It’s been 22 years since child beauty pageant star JonBenet Ramsey was found dead at age 6 in the basement of her family’s home in Boulder, Colo. — and now a new TV special aims to take a fresh look at the cold case which has gripped the world.
Elizabeth Vargas, lead investigative anchor for A&E Networks, is behind a new docuseries titled “The Untold Story,” which explores events that have had a profound impact on the US.
The series kicks off on Thursday with the episode “Hunting JonBenet’s Killer.”
Featuring an exclusive interview with John Ramsey and never-before-seen photos, the premiere follows Robert Clark, a retired assistant special agent who tracks down new, surprising theories that could possibly explain what happened that fateful December 1996 night.
Clark told Fox News he hopes the show will encourage someone with knowledge that could solve the case to come forward.
“Maybe someone will remember something,” said Clark.
“This has happened on multiple occasions. Mr. John Walsh has built a tremendous career in highlighting cases on television and then the next thing you know someone’s calling. … I’m hoping anything from this show will help someone remember something and then call the Boulder Police Department and say, ‘I remember seeing this.’ Or, ‘I saw this person.’ Even, ‘Someone told me this.’”
“We’ve been able to solve a multitude of cases because of ‘America’s Most Wanted’ and other shows that have highlighted active investigations,” continued Clark. “The JonBenet Ramsey case continues to be an active investigation. We certainly need the public’s help in gathering additional information and intelligence to be able to solve this case. … Someone who calls in with information can help us solve this case and finally put JonBenet to rest.”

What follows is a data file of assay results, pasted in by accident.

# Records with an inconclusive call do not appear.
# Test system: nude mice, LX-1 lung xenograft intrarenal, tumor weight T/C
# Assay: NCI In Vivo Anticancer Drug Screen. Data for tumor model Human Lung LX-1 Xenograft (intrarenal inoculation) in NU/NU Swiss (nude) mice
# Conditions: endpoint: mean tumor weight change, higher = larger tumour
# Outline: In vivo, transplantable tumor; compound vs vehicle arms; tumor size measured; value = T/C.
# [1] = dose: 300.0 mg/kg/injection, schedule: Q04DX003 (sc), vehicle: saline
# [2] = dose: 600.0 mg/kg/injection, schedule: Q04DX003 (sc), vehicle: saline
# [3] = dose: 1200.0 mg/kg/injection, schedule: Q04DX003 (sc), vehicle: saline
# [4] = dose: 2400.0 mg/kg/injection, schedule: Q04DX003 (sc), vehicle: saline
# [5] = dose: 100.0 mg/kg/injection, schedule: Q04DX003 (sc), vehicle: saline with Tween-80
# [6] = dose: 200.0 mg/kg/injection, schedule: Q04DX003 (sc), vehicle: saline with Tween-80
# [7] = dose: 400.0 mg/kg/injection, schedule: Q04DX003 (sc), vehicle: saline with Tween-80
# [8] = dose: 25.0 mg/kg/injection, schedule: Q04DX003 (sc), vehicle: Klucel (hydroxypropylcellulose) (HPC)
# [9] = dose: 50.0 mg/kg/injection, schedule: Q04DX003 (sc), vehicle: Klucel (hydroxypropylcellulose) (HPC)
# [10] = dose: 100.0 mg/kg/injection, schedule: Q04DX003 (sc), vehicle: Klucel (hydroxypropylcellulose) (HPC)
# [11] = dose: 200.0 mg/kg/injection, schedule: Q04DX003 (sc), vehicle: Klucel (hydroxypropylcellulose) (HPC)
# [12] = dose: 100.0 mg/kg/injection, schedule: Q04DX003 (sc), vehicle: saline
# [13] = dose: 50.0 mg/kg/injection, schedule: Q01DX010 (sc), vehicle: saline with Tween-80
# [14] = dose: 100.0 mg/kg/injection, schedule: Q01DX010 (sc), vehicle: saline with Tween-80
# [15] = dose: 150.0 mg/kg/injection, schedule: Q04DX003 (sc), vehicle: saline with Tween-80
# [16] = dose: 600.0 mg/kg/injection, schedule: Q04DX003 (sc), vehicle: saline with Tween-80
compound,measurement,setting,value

On the morning of Dec. 26, 1996, the Los Angeles Times and other outlets reported, Ramsey’s mother Patsy Ramsey called the police and reported her daughter was missing and that she found a ransom note demanding $118,000 in cash.
Hours later, John discovered the body of the former “Little Miss Colorado” in a basement room. Ramsey had been hit on the head and strangled with a crude garrote. She also showed signs of sexual assault.
In the show, Vargas tells John, who is 75 years old today, that there are still people who believe that he, his son Burke Ramsey or even his late wife Patsy had something to do with his daughter’s death.
Patsy passed away in 2006 at age 49 from ovarian cancer and never saw the case declared officially solved by investigators.
In January of this year, a $750 million defamation lawsuit filed against CBS by Burke, 32, was settled. The Daily Camera reported court records showed that a Michigan Circuit Court judge dismissed the lawsuit filed by Burke in December 2016.
The lawsuit said that Burke’s reputation was ruined after a television series suggested he killed his sister more than two decades ago. A spokesperson for producers of the TV program said in a statement that “an amicable resolution of their differences” has been reached.
At the time of the announcement, an attorney for CBS declined to comment. The terms of the settlement were not disclosed.
Clark said he wasn’t surprised by John’s reaction to Vargas’ bold statement.
“Certainly this is something that Mr. Ramsey has been carrying with him and dealing with physically, emotionally, spiritually for a very long time,” he explained.